Instead, he’s emerged as one of the most dominant defensive ends in the game and the face of the Wildcats’ defense that is preparing to face Michigan in the Buffalo Wild Wings Bowl this Saturday at Sun Devil Stadium in Tempe, Ariz. — televised nationally on ESPN beginning at 9:15 p.m.

Mueller’s breakout junior season hasn’t gone unnoticed — he was named an All-American by, Sports Illustrated, Phil Steele and the Football Writers Association following a season in which he led the Big 12 and ranked 11th nationally with 18.5 tackles for loss.

“That’s great for me, but its also a huge compliment to those guys I play with on Saturdays, the guys who help me earn those awards,” said Mueller, who was also named first-team All-Big 12. “If I made a play here or there, good for me, but it’s a team sport and it’s a credit to Kansas State and my teammates.”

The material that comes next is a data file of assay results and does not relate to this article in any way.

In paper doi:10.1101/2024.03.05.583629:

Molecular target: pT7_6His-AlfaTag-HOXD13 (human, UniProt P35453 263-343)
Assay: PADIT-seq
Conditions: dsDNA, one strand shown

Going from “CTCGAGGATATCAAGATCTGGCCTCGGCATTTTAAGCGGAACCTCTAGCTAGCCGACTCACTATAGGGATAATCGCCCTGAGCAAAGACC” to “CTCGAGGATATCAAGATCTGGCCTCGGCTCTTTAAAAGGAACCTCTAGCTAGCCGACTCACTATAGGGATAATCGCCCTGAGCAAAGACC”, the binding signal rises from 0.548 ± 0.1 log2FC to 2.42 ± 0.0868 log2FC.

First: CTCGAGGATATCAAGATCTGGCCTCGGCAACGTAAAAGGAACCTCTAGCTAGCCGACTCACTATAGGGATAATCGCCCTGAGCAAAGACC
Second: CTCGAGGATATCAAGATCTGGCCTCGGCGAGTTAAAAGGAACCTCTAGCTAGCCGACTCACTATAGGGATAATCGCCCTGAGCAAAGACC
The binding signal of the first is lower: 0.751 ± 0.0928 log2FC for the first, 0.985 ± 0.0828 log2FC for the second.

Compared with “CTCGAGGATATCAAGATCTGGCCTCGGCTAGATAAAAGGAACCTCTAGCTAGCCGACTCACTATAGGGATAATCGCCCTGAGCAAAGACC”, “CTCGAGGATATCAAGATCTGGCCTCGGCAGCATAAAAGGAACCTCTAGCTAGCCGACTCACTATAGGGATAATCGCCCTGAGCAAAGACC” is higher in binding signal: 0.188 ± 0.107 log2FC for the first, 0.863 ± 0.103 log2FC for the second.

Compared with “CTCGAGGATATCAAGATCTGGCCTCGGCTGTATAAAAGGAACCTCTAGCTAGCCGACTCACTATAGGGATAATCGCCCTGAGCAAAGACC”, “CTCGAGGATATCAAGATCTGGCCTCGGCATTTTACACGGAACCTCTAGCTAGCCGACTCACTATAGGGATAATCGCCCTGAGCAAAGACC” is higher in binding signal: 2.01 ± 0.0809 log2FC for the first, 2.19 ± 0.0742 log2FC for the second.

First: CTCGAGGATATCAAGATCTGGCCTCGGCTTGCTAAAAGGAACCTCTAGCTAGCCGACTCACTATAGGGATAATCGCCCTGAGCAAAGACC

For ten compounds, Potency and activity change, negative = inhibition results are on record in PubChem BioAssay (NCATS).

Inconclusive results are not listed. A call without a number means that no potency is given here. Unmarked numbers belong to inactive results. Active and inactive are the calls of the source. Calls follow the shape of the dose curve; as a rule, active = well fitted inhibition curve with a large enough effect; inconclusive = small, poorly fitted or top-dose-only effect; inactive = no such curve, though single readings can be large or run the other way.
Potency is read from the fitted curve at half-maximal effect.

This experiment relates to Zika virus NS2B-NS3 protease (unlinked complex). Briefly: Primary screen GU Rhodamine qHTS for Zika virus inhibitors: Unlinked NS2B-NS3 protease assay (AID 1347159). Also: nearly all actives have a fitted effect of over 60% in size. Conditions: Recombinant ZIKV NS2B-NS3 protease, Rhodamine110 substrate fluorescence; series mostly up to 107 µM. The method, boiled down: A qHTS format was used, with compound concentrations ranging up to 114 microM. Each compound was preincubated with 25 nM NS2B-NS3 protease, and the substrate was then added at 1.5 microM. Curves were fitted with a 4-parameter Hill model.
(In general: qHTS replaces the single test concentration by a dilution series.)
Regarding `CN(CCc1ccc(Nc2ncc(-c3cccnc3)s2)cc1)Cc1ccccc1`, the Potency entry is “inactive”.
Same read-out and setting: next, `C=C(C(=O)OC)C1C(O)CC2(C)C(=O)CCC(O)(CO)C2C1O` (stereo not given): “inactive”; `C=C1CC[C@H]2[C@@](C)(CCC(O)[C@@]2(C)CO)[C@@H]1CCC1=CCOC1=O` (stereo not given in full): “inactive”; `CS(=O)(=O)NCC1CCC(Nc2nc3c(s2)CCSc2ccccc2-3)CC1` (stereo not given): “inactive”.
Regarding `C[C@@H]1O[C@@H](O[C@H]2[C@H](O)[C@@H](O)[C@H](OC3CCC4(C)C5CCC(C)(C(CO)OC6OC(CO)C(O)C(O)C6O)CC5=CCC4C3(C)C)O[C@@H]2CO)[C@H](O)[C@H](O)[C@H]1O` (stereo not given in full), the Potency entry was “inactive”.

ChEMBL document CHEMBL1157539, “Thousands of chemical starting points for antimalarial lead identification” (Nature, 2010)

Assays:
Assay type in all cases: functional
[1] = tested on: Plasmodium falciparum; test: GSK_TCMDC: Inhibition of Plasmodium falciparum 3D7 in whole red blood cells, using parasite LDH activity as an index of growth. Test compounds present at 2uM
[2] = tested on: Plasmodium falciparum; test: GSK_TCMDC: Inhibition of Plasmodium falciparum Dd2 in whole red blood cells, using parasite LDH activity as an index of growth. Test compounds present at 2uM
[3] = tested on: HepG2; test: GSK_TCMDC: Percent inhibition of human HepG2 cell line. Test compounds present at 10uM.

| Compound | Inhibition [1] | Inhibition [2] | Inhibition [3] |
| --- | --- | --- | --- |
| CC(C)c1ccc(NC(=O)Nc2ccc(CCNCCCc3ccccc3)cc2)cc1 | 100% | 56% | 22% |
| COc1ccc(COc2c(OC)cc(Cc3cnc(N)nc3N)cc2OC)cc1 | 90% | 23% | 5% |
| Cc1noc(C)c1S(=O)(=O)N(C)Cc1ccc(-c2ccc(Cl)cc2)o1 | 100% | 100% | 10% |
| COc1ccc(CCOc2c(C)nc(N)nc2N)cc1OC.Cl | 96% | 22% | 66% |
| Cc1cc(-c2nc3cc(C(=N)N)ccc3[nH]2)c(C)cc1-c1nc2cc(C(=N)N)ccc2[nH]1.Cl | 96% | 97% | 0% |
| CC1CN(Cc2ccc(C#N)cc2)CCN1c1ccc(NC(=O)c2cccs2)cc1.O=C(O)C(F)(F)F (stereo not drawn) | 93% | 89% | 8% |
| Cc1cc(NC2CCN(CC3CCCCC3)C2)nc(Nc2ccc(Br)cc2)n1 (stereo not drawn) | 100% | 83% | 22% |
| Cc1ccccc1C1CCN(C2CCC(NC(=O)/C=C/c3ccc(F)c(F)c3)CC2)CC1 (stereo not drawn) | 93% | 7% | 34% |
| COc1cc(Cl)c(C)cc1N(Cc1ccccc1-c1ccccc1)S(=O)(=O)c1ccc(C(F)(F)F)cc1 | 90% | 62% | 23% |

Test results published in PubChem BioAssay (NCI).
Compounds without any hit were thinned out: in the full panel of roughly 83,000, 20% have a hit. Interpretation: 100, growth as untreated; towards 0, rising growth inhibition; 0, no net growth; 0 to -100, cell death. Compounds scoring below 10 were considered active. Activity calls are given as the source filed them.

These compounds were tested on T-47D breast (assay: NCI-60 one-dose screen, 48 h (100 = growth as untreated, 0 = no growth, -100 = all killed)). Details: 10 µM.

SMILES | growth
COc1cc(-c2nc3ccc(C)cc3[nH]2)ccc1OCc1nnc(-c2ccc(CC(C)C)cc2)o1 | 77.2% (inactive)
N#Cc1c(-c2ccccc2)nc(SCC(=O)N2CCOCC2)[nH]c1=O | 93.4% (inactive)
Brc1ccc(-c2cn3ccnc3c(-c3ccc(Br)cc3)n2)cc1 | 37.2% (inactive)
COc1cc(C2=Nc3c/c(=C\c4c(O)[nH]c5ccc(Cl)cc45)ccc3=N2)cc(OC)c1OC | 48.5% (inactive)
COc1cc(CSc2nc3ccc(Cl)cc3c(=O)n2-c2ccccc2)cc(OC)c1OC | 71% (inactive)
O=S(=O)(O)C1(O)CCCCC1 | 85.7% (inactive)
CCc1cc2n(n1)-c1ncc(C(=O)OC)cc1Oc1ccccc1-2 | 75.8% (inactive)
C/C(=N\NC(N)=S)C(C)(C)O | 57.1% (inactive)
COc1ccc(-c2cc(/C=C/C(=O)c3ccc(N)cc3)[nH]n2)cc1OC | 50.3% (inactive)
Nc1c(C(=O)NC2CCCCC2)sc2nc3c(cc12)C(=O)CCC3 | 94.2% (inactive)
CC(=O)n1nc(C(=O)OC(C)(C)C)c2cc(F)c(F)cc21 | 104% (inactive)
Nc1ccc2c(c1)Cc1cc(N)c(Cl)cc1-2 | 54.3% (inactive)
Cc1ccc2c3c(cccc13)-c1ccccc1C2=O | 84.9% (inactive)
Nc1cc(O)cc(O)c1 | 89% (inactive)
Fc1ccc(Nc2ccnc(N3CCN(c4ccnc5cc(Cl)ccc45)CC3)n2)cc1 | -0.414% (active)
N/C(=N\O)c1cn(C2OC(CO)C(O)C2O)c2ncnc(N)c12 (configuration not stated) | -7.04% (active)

It’s that success on the field that has made Mueller into a credible leader for a defense that went into this season looking to replace nine starters, including 2012 Big 12 Defensive Player of the Year Arthur Brown. The Wildcats needed a voice. And more importantly, the Wildcats needed someone who could back up that voice.

“It’s one thing to talk about it, its another thing to talk about it and be about it,” Mueller said. “It definitely helps to prove yourself on the field and then expect the same from your teammates.”

K-State head coach Bill Snyder said there are many players who have some leadership abilities, but not everyone is like Mueller.

“It’s the same old thing, that they’re 18 years old, and everybody’s not like this, but if you’re going to follow someone, you’re going to follow someone that does it, other than just talk about it,” Snyder said. “Actions speak louder than words. Isn’t that what they say?”

Mueller appears to be a natural leader. Others, like Brown, had to grow into that role over time, and it still wasn’t easy to do.

“I think with Ryan, what comes natural to him is he’s a very vocal guy,” Snyder said. “I’m not sure in all of his tenure that all the things that he’s been able to vocalize were always the things I wanted to hear.